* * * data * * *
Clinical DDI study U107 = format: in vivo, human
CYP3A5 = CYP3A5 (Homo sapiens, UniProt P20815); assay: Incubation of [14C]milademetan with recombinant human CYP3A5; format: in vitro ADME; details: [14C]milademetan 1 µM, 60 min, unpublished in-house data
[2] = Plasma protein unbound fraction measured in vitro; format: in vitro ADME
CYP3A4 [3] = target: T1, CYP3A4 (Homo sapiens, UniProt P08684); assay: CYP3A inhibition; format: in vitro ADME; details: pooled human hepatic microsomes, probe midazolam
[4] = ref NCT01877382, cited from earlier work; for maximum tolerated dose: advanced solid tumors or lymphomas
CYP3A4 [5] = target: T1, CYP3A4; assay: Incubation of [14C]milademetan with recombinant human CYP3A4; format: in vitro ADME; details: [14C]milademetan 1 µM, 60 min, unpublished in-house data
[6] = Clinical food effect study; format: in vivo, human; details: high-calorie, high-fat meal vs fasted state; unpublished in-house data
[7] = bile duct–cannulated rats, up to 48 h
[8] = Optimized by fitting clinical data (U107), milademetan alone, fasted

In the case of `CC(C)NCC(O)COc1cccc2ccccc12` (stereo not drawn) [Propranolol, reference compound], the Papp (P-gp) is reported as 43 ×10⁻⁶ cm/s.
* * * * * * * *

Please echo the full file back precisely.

Clinical DDI study U107 = format: in vivo, human
CYP3A5 = CYP3A5 (Homo sapiens, UniProt P20815); assay: Incubation of [14C]milademetan with recombinant human CYP3A5; format: in vitro ADME; details: [14C]milademetan 1 µM, 60 min, unpublished in-house data
[2] = Plasma protein unbound fraction measured in vitro; format: in vitro ADME
CYP3A4 [3] = target: T1, CYP3A4 (Homo sapiens, UniProt P08684); assay: CYP3A inhibition; format: in vitro ADME; details: pooled human hepatic microsomes, probe midazolam
[4] = ref NCT01877382, cited from earlier work; for maximum tolerated dose: advanced solid tumors or lymphomas
CYP3A4 [5] = target: T1, CYP3A4; assay: Incubation of [14C]milademetan with recombinant human CYP3A4; format: in vitro ADME; details: [14C]milademetan 1 µM, 60 min, unpublished in-house data
[6] = Clinical food effect study; format: in vivo, human; details: high-calorie, high-fat meal vs fasted state; unpublished in-house data
[7] = bile duct–cannulated rats, up to 48 h
[8] = Optimized by fitting clinical data (U107), milademetan alone, fasted

In the case of `CC(C)NCC(O)COc1cccc2ccccc12` (stereo not drawn) [Propranolol, reference compound], the Papp (P-gp) is reported as 43 ×10⁻⁶ cm/s.